This section is from the book "Health Without Medicine. A Treatise On The Laws Of The Human System", by Larkin B. Coles. Also available from Amazon: Philosophy Of Health.
This affection of mind has an opposite effect, on the general health, to that of cheerfulness. Melancholy deadens the circulation in the bloodvessels and nerves; and also retards the action of the liver. It retards the process of digestion and of nutrition, and tends to dry up the fluids of the whole system.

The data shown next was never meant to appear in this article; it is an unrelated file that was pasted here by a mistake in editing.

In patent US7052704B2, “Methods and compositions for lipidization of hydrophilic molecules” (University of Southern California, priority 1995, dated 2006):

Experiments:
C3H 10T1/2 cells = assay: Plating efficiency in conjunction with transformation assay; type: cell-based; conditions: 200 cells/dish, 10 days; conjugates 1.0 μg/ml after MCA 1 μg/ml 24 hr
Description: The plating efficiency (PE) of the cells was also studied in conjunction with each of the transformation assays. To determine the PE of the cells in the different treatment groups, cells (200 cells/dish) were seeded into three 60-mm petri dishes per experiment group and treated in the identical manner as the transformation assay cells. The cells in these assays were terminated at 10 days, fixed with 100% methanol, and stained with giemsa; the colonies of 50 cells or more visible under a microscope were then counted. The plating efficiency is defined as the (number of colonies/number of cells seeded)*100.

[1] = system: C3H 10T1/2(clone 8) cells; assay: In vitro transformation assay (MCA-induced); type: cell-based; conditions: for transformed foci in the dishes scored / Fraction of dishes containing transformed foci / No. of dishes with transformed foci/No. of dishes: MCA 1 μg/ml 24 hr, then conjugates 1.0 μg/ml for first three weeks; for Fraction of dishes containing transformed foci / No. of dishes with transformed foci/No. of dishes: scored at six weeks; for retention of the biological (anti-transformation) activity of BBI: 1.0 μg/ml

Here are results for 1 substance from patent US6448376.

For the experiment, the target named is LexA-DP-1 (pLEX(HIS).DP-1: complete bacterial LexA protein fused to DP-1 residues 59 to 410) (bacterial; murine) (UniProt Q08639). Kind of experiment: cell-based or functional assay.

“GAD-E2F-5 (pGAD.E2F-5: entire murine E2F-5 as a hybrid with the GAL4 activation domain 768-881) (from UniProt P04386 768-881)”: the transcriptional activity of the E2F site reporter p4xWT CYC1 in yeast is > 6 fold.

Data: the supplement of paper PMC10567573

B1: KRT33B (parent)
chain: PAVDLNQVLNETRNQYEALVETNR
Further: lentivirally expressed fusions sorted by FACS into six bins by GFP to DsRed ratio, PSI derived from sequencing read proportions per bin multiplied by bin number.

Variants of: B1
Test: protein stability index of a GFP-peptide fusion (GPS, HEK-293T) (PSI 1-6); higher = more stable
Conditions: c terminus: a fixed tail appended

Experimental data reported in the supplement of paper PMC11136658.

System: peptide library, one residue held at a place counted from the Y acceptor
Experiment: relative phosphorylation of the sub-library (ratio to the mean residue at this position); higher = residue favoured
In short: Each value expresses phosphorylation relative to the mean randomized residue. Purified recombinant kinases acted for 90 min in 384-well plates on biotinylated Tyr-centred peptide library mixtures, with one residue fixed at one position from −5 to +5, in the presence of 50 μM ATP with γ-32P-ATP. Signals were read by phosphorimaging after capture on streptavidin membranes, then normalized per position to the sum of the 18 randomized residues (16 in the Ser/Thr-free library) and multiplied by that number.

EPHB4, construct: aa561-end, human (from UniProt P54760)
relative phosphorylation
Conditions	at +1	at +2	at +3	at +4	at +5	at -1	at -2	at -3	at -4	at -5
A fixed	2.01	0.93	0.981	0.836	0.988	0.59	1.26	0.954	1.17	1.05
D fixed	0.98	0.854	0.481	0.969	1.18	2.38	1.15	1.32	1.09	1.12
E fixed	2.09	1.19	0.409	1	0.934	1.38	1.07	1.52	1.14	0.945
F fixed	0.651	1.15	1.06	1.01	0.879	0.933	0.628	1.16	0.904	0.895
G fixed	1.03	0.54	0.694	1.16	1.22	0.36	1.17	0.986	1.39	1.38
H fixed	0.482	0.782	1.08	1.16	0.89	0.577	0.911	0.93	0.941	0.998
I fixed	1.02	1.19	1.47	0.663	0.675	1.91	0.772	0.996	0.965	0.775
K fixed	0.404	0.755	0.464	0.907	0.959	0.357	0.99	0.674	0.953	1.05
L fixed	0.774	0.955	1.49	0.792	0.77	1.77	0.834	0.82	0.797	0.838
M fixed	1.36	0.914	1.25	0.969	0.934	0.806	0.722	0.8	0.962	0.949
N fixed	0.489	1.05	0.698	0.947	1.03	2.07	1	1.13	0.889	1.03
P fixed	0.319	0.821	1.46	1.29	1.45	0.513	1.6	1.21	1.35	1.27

A state of despondency and melancholy is a frequent accompaniment of deranged digestive organs. It sometimes is found to be both cause and effect. It often causes dyspepsia, and whether it cause it or not, it generally follows it; and then operates both as cause and effect. When melancholy, or a despairing state of mind, once exists, whether as connected with deranged digestive organs, or any other state of ill health, the cure becomes very much more difficult and doubtful; and nothing comparatively can be effected by way of medication, for the benefit of the patient, till something be done for the mental affection. Some method must be had at once to attract the attention of the patient away from himself and his complaints. Hence, in selecting a method of cure, some exercise or. employment must be chosen, which will interest and engage the thoughts, and prevent their being absorbed in himself; and those associated with him must put on the most cheerful aspect.